post #7 of 54
If the article is right and Apple only produced 10.000 units of their flag ship in two month and it was due to unsolved production problems then the investors should be worried. Backorders or not.
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post #8 of 54
[quote]Originally posted by Tarbash:
<strong>Perfect example of some analyst spewing unconfirmed facts and investors freaking out. I guess those wallstreet guys haven't taken into account the fact Apple has probably sold WAY more than 200,000 iMacs so far. The fact they can't build them fast enough shouldn't be a problem (This is GOOD), and the production problem isn't confirmed by any solid sources. (No Quanta or Apple execs had any comments)

[ 02-27-2002: Message edited by: Tarbash ]</strong><hr></blockquote>


It's NOT good. it's very BAD. Those production numbers are pitiful. And are coming NO WHERE NEAR meeting demand. Apple has a product but not the capacity to deliver it. that's not a good business model. They also can't charge the customers until it has been built or shipped I believe.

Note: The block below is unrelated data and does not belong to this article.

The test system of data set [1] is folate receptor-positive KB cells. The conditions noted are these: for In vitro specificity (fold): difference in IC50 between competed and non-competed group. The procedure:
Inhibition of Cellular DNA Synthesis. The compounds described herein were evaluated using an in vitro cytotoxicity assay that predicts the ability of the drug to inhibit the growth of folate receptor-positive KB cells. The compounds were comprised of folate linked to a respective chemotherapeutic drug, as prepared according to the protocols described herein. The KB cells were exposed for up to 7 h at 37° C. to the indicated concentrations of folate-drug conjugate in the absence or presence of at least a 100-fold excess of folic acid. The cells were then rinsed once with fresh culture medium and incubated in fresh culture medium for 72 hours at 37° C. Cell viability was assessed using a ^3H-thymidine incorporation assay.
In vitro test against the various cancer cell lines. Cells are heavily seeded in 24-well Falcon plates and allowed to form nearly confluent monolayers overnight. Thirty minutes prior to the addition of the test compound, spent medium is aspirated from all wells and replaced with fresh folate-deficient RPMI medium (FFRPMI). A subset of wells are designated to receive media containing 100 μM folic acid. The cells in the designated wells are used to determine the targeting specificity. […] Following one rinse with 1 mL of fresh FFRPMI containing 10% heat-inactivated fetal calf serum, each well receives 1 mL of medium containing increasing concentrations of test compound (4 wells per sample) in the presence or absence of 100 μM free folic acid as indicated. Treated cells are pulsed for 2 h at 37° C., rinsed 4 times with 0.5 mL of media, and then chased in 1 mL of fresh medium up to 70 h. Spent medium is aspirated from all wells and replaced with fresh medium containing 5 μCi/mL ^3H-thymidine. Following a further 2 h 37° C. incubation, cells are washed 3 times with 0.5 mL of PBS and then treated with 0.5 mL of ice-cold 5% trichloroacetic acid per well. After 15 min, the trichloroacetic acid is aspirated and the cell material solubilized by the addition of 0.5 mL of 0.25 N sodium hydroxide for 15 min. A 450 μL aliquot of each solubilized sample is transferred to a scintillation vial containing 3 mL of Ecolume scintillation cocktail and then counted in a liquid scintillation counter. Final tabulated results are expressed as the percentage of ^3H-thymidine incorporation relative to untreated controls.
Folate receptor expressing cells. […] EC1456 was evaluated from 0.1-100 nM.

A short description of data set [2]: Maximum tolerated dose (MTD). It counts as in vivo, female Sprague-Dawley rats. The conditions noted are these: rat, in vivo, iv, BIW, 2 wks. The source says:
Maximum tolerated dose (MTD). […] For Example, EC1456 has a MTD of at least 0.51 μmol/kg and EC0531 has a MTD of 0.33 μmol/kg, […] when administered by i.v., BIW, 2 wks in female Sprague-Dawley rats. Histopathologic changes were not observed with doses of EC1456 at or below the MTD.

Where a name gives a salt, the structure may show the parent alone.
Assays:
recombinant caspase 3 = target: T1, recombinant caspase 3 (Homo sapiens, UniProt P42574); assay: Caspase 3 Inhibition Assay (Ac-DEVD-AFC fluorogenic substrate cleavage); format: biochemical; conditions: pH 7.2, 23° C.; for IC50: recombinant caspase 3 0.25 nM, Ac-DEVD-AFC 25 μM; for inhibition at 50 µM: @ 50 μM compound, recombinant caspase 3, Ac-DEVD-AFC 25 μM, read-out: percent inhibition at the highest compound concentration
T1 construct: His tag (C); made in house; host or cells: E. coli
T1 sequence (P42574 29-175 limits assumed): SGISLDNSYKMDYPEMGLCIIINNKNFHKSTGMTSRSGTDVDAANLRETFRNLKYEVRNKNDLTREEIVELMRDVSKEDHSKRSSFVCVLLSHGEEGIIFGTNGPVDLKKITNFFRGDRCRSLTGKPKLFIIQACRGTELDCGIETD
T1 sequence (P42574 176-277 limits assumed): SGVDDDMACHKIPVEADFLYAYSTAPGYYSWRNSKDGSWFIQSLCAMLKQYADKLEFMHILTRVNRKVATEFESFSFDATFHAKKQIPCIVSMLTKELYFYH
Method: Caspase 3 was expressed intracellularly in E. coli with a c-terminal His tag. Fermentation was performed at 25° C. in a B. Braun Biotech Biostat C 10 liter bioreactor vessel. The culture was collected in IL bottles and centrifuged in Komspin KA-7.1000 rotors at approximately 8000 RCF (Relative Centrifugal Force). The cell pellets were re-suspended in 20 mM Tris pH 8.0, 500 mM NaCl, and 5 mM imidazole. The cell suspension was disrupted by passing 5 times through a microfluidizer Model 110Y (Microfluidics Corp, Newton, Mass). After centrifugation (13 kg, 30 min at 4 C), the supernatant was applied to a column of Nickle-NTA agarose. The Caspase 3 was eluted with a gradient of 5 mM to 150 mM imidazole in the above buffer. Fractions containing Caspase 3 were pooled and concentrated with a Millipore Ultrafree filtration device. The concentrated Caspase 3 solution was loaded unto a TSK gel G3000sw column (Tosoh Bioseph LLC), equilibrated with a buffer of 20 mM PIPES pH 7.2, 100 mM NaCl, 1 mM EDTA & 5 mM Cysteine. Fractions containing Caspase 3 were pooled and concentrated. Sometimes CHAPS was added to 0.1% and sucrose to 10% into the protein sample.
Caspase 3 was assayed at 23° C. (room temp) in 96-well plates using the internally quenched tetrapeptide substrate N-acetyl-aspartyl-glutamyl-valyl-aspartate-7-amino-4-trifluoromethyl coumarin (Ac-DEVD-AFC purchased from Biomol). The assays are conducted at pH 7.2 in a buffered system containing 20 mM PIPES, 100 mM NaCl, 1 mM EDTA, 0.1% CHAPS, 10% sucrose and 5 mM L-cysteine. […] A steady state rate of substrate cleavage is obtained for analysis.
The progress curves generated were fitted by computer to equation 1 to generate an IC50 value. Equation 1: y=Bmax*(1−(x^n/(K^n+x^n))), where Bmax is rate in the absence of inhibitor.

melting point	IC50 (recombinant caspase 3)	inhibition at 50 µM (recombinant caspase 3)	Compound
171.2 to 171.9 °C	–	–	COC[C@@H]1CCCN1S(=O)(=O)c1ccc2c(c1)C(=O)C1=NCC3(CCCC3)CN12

Apple is sitting on HUGE revenue and they are screwing up. Way to go. You would think they would have learned by now.
<img src="graemlins/oyvey.gif" border="0" alt="[No]" />
post #9 of 54
aapl stock tumbling due to panic selling? buy now boys.
post #10 of 54
[quote]Originally posted by applenut:
<strong>Apple is sitting on HUGE revenue and they are screwing up. Way to go. You would think they would have learned by now.
<img src="graemlins/oyvey.gif" border="0" alt="[No]" /> </strong><hr></blockquote>

By now, we should understand that there is absolutely no way in hell that anyone can anticipate all the snags that come in a first mass production run. It is definitely bad for this quarter's numbers, but if you can be on the good side of bad, being unable to fill so many orders is better than not having demand and having a huge inventory. Honestly, it's bad news short term (unless you think they'll never be able to ship those iMacs), and will probably have a big hit in their numbers come March so their stock is reflecting this now plus the typical a knee-jerk reaction.